The black widow refers to the Latrodectus genus of spiders. It describes the true widows that include brown and black variants. There are thirty-two species in total. The small widows have a potent venom that contains a neurotoxin called latrotoxin. The poison causes the illness latrodectism and is named after the genus. Females have larger venom glands than males and are harmful to humans. The males are not.
A black widow bite sometimes has no injection. These little chomps are named dry bites and are harmless. Most wet bites will cause general pain and nothing else. Twenty five percent of the time, a wet bite may transmit enough poison to cause latrodectism. Symptoms include nausea, vomiting, stomach cramps and muscle pain.
The ordeal begins with a pinprick and a burning sensation. Localized pain will develop near the puncture in the first ten minutes. Sweating and the formation of goosebumps will appear before the fist hour. A small number of people can experience harsher effects. The venom will travel upwards from the bite and cause shoulder and back pain. An irregular pulse and a fluctuation in blood pressure is common. Headaches and vomiting are rare and may drain the victim’s stamina. The symptoms cycle through the nervous system for one to four days and are gone within a week. Untreated bites may cause issues that last up to a month.
Are black widow bites fatal?
Around two thousand bites are reported each year in the United States. The majority do not warrant medical treatment. No one has died from a black widow since 1983. The spiders are docile and will not attack unless they are threatened. The antivenom is used for pain relief and not to preclude death. Standard pain medication and placebos can be equally effective in treatment.
The western black widow is found in the western part of North America. Females have a black colored body that is half of an inch long. The bottom of their abdomen is marked with the famous red hourglass symbol. It is sometimes yellow and on rare occasions it is white. The spider mates when they come in contact with the opposite sex’s web. The male will court the female by tapping her masterpiece. He will explore the outskirts of the web and then the couple meets in the middle. The process completes after a few minutes to a few hours. The male does not always survive.
The black widow idles upside down in the middle of their web. When an insect enters their domain, they will attack with a swift bite. The spider wraps the insect in silk after the assault. The web is sticky and pliable. Prey will lose mobility and the web will break apart for easy access. Weevils, ground beetles, ants, wasps, bumblebees and darkling beetles are their favorite. Peak feeding activity occurs between May and September.
Black Widow Predators
Mice are the western black widow’s main predator. The female spider will spray the rodent with a chunk of silk to deter an onslaught. The effect is nontoxic, but the irritation is often effective. Male spiders are incapable of the defensive maneuver. Their lifespan is shorter than the ladies and their energy is reserved for reproduction.
The southern black widow is known as the shoe-button spider and found in the southeastern United States. Their range is vast and they can proliferate down throughout Texas and as north as Ohio. Females are twice the size of males and have long legs in comparison to their body. They are solid black in color and have an orange or red hourglass on their underside. Pregnant females can balloon in size. Males are adorned in purple. Juveniles are gray with white stripes.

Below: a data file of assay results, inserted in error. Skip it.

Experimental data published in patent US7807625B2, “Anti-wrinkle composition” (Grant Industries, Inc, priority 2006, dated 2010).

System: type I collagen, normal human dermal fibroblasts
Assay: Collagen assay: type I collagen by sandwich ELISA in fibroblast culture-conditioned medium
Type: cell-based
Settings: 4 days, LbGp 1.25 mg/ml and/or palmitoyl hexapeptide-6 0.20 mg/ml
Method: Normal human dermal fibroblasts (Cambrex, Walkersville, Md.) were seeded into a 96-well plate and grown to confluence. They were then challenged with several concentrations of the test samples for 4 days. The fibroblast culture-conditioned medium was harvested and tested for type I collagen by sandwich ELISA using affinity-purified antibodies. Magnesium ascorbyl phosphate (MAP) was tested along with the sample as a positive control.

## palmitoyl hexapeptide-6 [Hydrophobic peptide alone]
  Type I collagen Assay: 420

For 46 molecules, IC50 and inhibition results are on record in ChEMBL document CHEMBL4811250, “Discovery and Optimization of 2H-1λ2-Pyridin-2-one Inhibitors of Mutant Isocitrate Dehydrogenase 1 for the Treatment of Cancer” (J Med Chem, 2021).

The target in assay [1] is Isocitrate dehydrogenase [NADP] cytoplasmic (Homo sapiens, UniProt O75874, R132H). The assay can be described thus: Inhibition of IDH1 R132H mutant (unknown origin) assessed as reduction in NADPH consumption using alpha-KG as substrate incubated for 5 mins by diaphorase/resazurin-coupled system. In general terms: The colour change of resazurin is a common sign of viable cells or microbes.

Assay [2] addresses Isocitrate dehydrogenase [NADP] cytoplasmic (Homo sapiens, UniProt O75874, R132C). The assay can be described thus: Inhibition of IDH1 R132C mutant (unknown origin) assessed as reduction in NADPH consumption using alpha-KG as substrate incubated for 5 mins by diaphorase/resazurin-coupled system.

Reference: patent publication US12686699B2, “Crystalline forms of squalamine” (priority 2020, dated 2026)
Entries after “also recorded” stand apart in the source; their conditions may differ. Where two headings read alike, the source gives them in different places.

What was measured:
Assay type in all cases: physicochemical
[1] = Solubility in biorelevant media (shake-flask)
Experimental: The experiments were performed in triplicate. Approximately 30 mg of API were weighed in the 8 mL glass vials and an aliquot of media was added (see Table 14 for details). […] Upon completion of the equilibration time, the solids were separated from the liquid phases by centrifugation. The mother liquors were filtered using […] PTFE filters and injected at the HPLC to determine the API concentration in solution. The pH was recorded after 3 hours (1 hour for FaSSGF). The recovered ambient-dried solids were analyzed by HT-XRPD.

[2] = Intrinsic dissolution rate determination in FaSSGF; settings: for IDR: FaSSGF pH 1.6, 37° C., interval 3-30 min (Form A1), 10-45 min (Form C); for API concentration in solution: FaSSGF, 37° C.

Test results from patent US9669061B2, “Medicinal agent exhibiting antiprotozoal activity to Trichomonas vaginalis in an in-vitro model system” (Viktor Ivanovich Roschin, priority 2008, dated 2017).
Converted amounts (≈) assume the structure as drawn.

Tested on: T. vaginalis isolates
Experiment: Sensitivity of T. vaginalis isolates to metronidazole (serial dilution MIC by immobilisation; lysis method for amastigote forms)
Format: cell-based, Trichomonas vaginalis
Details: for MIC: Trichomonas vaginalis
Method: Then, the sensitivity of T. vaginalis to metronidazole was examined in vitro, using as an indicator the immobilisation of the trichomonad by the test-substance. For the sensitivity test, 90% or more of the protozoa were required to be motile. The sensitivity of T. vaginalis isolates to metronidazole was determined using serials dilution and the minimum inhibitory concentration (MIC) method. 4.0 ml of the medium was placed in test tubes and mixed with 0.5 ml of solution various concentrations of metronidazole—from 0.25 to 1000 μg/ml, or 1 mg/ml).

Female shoe-buttons can produce between four to nine egg sacs. One hundred to two hundred eggs develop in each sac. They incubate for a month and less than one hundred will be born. Under thirty survive due to cannibalism and lack of resources. Males last up to four months and female black widows can live to three years. The female will sometimes eat the male after mating.
The widow’s webs are stronger than their western counterparts. It is elastic enough to capture small animals and mice. They will prey on other spiders when it is convenient. Large centipedes, mantis and wasps are their natural enemies. The brown widow is currently invading the southern black widow’s territory in Southern California. They could cause their extinction in the future.
The northern black widow can be found throughout Delaware, Maryland and New Jersey. Some have been spotted in Massachusetts, Connecticut, Michigan and Quebec, Canada. Their bite has no available antivenom. The Galapagos black widow is found throughout the Galápagos Islands. Sightings are very rare. The Mediterranean variant is found in Europe and parts of Asia. The spider has thirteen red, orange and yellow spots on its abdomen. It is called the black insect in Kazakhstan and female bites have killed camels.
Black Widow Subspecies
|Latrodectus apicalis||Galapagos black widow (Galápagos Islands)|
|Latrodectus variolus||Northern black widow (Delaware, New Jersey and Maryland)|
|Latrodectus mactans||Southern black widow / Shoe-button spider (Southeastern United States)|
|Latrodectus hesperus||Western black widow (Canada and Western United States)|
|Latrodectus tredecimguttatus||Mediterranean / European black widow (Mediterranean region, southwest and central Asia)|